The most common forms are grouped into the following areas:

Dyslexia – difficulty processing language- trouble with reading, spelling and writing
Dysgraphia – difficulty with handwriting
Dyscalculia – difficulty learning math –arithmetic, telling time and word problems

Other forms of LD or related disorders include CAPD (central auditory processing disorder), nonverbal learning disability, visual and motor disabilities, dyspraxia, apraxia and aphasia. A child can have a learning disability in more than one area. Click here to learn more.

A learning disability usually becomes evident when a child is in elementary school, as this is the time when he is required to learn to read, spell, write and do math. In other words, there are suddenly hard expectations put on your child, and his difficulties become much more noticeable. However, the early signs or symptoms of LD may have been present in the preschool years (such as difficulty with counting or rhyming, fine motor skills or listening) so suddenly all those difficult behaviors you noticed back then make sense now.

What should you do?

If you suspect that your child is not learning as he should, speak to your child’s health care provider. Also, check out the National Institute of Health’s discussion on LD to see the possible signs of LD and learn what to do to have your child’s school (or another professional) test him. If your child has a learning disability, beginning intervention (usually through specialized teaching), is critical in helping your child learn how to learn and start catching up. It is also important for self-confidence and overall happiness.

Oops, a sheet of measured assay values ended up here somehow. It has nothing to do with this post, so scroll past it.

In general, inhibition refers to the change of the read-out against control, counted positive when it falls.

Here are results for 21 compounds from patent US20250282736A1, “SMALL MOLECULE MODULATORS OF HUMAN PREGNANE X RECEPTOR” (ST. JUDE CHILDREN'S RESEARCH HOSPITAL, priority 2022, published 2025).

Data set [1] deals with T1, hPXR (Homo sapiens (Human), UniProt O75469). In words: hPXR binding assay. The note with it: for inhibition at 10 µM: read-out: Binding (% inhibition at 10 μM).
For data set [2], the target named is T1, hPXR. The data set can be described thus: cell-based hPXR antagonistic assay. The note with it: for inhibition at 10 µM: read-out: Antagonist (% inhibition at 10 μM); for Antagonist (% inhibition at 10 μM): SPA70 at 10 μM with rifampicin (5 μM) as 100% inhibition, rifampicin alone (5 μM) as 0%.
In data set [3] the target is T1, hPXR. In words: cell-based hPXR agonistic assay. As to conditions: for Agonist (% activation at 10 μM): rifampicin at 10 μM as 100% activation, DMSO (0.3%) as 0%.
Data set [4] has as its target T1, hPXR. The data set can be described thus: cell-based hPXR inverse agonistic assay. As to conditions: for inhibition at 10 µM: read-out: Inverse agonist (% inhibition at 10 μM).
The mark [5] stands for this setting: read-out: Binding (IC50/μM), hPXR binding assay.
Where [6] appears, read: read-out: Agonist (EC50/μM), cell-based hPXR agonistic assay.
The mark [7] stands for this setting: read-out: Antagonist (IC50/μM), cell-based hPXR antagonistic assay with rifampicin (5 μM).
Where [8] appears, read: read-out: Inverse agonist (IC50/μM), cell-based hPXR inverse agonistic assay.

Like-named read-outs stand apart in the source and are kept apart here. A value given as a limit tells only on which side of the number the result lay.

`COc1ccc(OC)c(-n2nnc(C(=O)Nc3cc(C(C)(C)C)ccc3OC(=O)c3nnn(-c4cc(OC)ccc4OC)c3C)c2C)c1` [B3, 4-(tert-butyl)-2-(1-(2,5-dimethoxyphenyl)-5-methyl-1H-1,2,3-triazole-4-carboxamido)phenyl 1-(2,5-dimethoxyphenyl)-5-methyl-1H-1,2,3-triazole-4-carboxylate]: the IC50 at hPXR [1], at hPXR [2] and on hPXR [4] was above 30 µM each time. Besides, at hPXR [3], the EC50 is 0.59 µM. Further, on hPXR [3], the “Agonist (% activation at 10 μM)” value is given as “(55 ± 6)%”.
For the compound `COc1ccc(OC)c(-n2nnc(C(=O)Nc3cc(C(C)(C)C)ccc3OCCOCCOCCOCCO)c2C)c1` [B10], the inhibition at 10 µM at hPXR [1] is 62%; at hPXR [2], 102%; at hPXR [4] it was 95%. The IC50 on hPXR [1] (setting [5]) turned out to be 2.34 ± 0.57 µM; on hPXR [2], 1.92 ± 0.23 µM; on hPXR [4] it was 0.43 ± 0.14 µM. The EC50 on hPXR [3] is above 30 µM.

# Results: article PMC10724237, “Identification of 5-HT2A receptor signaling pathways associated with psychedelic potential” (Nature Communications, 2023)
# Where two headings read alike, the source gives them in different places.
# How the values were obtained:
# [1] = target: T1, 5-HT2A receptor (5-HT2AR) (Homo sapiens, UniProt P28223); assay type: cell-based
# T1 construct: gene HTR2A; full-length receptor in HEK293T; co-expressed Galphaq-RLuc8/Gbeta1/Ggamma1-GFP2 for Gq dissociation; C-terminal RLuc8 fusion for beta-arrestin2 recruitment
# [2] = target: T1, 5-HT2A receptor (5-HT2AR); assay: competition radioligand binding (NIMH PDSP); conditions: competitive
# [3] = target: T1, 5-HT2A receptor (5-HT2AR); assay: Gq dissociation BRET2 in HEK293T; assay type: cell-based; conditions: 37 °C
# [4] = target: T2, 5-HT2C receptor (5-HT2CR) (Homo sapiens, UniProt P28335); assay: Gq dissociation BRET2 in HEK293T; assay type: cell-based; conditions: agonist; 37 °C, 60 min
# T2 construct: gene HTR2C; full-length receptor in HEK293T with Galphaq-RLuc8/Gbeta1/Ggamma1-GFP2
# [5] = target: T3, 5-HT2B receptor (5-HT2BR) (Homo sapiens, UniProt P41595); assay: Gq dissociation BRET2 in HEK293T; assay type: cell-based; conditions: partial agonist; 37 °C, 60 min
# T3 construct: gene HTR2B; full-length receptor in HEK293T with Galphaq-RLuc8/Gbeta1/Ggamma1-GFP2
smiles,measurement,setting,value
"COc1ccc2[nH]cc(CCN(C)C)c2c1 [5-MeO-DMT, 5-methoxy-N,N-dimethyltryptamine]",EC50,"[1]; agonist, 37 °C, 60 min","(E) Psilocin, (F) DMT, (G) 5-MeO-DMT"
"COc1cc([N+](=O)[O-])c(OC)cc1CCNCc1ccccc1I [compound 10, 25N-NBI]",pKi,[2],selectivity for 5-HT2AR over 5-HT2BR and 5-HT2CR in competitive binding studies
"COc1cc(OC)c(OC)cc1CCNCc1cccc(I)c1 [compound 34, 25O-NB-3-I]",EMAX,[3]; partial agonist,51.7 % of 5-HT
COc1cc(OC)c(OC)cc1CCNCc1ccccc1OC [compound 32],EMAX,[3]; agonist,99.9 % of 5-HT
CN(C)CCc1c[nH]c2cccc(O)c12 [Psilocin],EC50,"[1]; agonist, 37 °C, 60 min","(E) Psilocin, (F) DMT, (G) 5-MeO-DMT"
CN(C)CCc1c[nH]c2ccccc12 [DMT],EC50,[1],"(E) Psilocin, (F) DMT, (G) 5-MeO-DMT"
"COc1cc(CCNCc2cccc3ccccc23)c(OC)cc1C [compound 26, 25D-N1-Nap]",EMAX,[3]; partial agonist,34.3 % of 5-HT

Your child is in good company

Individuals with LD have gone on to become incredibly successful in every walk of life. It is said that the following famous people (along with hundreds of other famous people) suffer from dyslexia or another type of learning disability.

Director Steven Spielberg
Actors Henry Winkler, Whoopie Goldberg, Orlando Bloom, Keira Knightly and Emma Thompson and Tom Cruise
Comedian Jay Leno
Entertainer Cher
Olympian Bruce Jenner
Connecticut Governor Dan Malloy

I urge you to do your own internet search as you will be amazed by how many accomplished individuals have a learning disability. You can start your search here.

On a personal note

My daughter’s journey includes learning disabilities. (She was born at 38.2 weeks.) She will be the first to tell you that without her specialized schooling she would not be the young adult she is today. Even though she had all 3 of the D’s as well as CAPD, she grew up loving to read and write. (OK, so she still hates and struggles with math…you can’t win them all!) She acted in plays in high school and continues to act in Community Theater productions. She is working on writing a collection of stories for “tweens.”  Her day job is in a preschool as an assistant teacher. The kid that hated school (reading, writing and math), overcame much of her disability to become successful. The key was getting her help early.

Bottom line

There is no “cure” for LD. But, if your child is diagnosed with a learning disability, don’t despair. With the right services and supports, your child with LD can learn. In time, the focus will shift from his disabilities to his abilities. Just get help for him as soon as possible.

Have questions? Send them to AskUs@marchofdimes.org.

Note: This post is part of the weekly series Delays and disabilities – how to get help for your child. It was started in January 2013 and appears every Wednesday. Go to News Moms Need and click on “Help for your child” on the Categories menu on the right side to view all of the blog posts to date. As always, we welcome your comments and input.

A social skills tip for kids with special needs

Wednesday, February 5th, 2014